Hollande Prepares to Take the Lead in France
France’s newly elected president, François Hollande, took over the reins of power from Nicolas Sarkozy on Tuesday in a massive shift of power to the Socialist party. Sarkozy has consistently pushed for austerity measures in France, siding with Germany’s Angela Merkel in many recent fiscal discussions. But Hollande is expected to make some sharp shifts now that he has been inaugurated.
Hollande began his day with an inauguration ceremony in Paris, which did not include the presence of his or his partner’s children. Unlike Sarkozy, often cited as a flashy, well-dressed icon, Hollande had an understated affair. The two leaders shook hands with solemn faces this morning before entering into the Elysee Palace. They had a 40 minute meeting prior to Hollande’s official inauguration as president, according to the Telegraph.
During Hollande’s speech at Tuesday’s inaugural celebrations, he stated that he hoped to compromise on the austerity plans for the Eurozone led by Germany. He had been scheduled to have a ‘working dinner’ with German Chancellor Angela Merkel at the end of Tuesday. As the president made his way to this iconic repast in Berlin, his first plane was struck by lightning and forced to turn back to Paris. No one was injured and he was able to take a second plane to Berlin later on Tuesday, according to BBC News. Merkel’s team has remained certain that the the EU fiscal pact cannot be renegotiated, an aim that Hollande brought to the table at the meeting.
In an interview with Slate Magazine, Hollande lamented that the Franco-German partnership has recently excluded the voices of less powerful European Union members. He hopes that a partnership with Merkel will begin an era of balance across the Eurozone. In his own words to Slate Magazine:
That balance has changed over the past few years. The Franco-German relationship has been exclusive. European institutions have been neglected and some countries, notably the more fragile ones, have had the unpleasant feeling of facing an executive board.
Hollande is probably referring to struggling countries, such as Spain and Greece, which are facing serious debt issues. Many commentators envisioned former president Sarkozy and Merkel as the perfect conservative powerhouse duo. And now there is speculation that Hollande will instigate some shifts in policy from the staunch Merkel, creating new dynamics in the European context.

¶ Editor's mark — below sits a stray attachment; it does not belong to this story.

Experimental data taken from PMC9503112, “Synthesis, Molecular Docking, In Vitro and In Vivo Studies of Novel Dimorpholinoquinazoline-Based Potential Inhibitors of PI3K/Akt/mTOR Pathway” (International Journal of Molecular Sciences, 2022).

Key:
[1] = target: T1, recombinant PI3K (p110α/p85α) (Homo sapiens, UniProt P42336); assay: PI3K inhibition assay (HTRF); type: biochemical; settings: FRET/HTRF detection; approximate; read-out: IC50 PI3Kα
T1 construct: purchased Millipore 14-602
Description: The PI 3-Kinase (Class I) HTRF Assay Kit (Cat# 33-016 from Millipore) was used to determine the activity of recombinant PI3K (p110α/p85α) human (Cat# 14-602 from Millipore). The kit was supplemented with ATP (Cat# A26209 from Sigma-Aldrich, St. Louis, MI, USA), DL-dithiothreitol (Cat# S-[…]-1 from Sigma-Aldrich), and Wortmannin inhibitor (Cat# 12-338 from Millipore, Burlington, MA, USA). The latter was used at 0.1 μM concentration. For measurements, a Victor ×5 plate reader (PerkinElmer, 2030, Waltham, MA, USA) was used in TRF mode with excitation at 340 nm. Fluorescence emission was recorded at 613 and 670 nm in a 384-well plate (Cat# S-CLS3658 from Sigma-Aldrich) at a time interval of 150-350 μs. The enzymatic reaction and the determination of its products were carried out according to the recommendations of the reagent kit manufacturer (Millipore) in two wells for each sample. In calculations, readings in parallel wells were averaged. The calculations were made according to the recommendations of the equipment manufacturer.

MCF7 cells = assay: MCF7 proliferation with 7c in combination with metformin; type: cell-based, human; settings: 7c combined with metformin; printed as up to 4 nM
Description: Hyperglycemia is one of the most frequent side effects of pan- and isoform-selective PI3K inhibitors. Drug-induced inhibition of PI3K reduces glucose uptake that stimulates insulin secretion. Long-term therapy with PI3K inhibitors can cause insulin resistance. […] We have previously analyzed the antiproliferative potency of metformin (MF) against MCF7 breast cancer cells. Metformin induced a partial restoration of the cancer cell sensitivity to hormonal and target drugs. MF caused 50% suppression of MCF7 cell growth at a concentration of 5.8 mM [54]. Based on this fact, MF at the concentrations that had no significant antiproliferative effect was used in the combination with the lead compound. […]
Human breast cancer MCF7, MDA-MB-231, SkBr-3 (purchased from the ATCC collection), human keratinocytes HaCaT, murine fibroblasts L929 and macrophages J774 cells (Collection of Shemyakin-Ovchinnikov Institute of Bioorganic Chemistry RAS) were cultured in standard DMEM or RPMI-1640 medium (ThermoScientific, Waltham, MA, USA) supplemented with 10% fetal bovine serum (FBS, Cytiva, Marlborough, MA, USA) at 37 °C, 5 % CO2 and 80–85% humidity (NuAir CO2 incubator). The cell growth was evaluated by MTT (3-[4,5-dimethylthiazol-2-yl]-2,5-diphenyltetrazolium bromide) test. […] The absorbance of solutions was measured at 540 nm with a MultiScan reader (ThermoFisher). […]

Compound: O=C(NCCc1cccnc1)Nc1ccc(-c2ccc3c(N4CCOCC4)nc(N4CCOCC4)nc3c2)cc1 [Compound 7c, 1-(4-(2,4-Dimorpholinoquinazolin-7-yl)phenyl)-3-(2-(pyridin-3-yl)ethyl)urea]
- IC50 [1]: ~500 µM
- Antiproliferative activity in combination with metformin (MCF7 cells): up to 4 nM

Reuters has pointed out that Merkel’s stiff stance on targeted budget deficits for Greece and Spain are unrealistic and that Hollande’s aims for easing austerity measures may prove successful over the next weeks as the two leaders begin working together. His title as “Mr. Normal,” a name that was deemed to him in contrast to the flashy Sarkozy, often called the “bling-bling” president, is already getting challenged in light of his broad ambitions.
Hollande also plans to take a strong stance on the global scale and is set to meet with President Obama at the end of the week at the G8 Summit. Hollande plans to stand firm about his ideas regarding Afghanistan and Iranian nuclear programs when he does meet with President Obama, stating to Slate, “I intend to assert France’s independence without making Barack Obama’s task any more difficult.” Still, Hollande has already had to face that he cannot logistically follow through on his campaign promise to withdraw troops from Afghanistan by the end of the year but must issue a lengthier time table. This foreign policy issue will be central to the G8 meeting in the coming days.
Hollande’s inauguration has brought about a swift change in policy and energy for France. Before Tuesday’s inauguration and meetings, he had taken a strong stance on feminist issues, including the redrafting of France’s sexual harrassment law. Currently, there is no active sexual harassment law on the books after legislators repealed the last law a couple of weeks ago. Proponents of the plan argued that a stronger draft needed to be written and Hollande promised a swift redrafting during his campaign. It remains to be seen what the new president will accomplish during his first months in office and how world leaders will respond to his approach.
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